democrats' crushing defeat in the mid-terms. she did not like that question. who what was the day any of you said to mitch mcconnell when they lost the senate three times in a row, making progress and taking back the senate three times in a row, aren't you getting a little old, shouldn't you step aside? martha: she goes on further man that and it gets interesting. is that treatment of her sexist? our panel debates coming up. leland: the president is getting alone on immigration. bill o'reilly says the president is mock can the constitution and has declared war on republicans. we'll talk with a top republican senator about what he thinks. martha: we'll talk with "the man who killed usama bin laden." he reveals something president bush said early on that morning of 9/11 and stayed with him on
that fateful night in pakistan. >> i thought how did i remember those words. and i said that's better than counting. i will realized the as the door was opening and i could see pakistan. this is it and we are on this police and we are going to dohi this. that's right. it's just that i'm worried about you know "hidden things..." ok, why's that? no hidden fees, from the bank where no branches equals great rates.
leadered nancy pelosi if in the wake of these wills she had given any thought to stepping down from her leadership position she called out the media for sexism. >> when was the lay day when any of you said toy mitch mcconnell when they lost the senate three times in a row, aren't you getting a little old niche? shouldn't you step aside in have you ever asked him that question? have of any you ever asked him that question? i don't understand why that question should even come up. but it's just as interesting as a woman to see how many times that question is asked of a woman and how many times that ask is never asked of mitch mcconnell. when we won the house and that was largely an initiative i started around 2000 to take us to a place where we would win the house, that was a big thing.
i was the first woman to do it. wasn't that a curiosity. boehner is on the front of "time" magazine. is there a pattern here? my -- i don't depend on that. but as a woman, is there a message here? martha: there is the time * magazine cover pelosi was referring to'. there is a picture of mitch mcconnell and it's harkening back to the hope picture of president obama when he won in 2008. mary katharine ham, this interchange caught my eye this morning because i thought it was quite interesting that she went on and on and on about that
point. what do you make of it, juan? >> i think you hurt her feeling. from her perspective, i think she has been dismissed and not treated with the seriousness she would like for herself, knowing her, and feels there is a clear distinction not on in terms of age, but in terms of being a woman. i think she feels she made history as the first female speaker of the house but didn't get sufficient attention. martha: i remember quite a bit of attention being given to that moment and to nancy pelosi and all of the women ushered in during that moment and how proud they all were standing with nancy pelosi. i wonder, you can take stock of a lot of things, when the people of the country speak. but i wonder if there shunne --e shouldn't be more focus on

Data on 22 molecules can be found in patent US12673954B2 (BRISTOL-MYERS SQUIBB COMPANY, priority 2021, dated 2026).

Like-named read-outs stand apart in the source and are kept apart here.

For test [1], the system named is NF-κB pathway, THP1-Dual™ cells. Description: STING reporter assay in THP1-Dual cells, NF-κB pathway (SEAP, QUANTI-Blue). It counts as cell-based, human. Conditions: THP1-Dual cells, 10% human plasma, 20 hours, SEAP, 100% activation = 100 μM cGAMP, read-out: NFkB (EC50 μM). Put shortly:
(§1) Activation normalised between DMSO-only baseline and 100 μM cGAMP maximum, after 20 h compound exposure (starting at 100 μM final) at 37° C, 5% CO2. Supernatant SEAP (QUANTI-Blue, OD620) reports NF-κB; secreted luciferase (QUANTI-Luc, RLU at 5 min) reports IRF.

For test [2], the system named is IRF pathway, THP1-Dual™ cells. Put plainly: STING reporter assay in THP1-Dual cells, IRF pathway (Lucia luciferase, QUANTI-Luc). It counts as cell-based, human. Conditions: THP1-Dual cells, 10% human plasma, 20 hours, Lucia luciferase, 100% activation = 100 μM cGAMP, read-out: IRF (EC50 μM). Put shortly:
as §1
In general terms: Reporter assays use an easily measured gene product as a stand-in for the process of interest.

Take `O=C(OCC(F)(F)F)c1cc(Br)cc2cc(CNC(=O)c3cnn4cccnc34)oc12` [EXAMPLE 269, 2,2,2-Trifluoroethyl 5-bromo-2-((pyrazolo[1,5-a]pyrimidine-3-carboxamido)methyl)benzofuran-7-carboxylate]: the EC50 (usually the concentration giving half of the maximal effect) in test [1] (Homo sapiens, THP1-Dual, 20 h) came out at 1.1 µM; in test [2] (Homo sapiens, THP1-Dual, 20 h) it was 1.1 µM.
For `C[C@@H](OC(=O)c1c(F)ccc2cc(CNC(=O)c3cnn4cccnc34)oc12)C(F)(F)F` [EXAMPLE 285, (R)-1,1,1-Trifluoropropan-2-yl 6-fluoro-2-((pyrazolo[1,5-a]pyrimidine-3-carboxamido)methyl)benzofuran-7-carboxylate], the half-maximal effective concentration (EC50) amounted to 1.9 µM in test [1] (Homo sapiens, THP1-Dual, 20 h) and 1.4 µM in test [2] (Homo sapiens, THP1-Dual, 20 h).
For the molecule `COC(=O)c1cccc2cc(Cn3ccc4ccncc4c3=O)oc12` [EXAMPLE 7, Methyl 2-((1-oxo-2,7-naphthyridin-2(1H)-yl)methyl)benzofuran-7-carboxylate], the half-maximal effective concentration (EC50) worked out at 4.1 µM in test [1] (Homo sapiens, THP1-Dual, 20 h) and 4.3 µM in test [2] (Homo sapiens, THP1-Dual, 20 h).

policy. i don't know if this is about a woman or being too old for anything. >> i'm not somebody who denied there are double standards. her caucus experience is a significant loss for a second time. a normal question to ask, do you think you will be in leadership because there was a significant loss? and the idea that john boehner mass never been asked that question and mitch mcconnell has never been asked that question is crazy. on the age thing i think the question is are you going to be in leadership. not are you too old to be in leadership and she turned it into that. martha: they might have and we didn't harper it. she says she has been asked that question several times. i didn't hear anything that would signal you are getting too old. >> the other thing is mitch mcconnell with all due respect to him is referred quite
literally as an old white man quite frequently. i believe alison grimes ran on that. martha: there is an ignoring of the under lying policies. we heard over and over in the exit polls on why people wanted a change of power. it goes back to the valerie jarrett argument as well. and that turned into a sexism discussion as well for some reason. >> i think in the aftermath of the election there is an argument in d.c. about the old nature of the democratic leadership. we are talking not only about pelosi and harry reid and whether they are sitting on you a new gemration of democrats trying to come up and are being stuntsd. this is not a game for spring
chickens. there are young republican guns out there making their park in terms of trying to reach the republican nomination in 2016. people in their early 40s. martha: are you saying you think the democratic party needs to move on from some of these leaders and need newer leadership? >> what you have on the democratic side, a lot of younger minority voices who are not rising up. what you heard from mary katharine, older white, there is an old cohort of older white republicans. i think they are capable of leadership and good ideas on energy. but on the democratic side they have the large cohort on the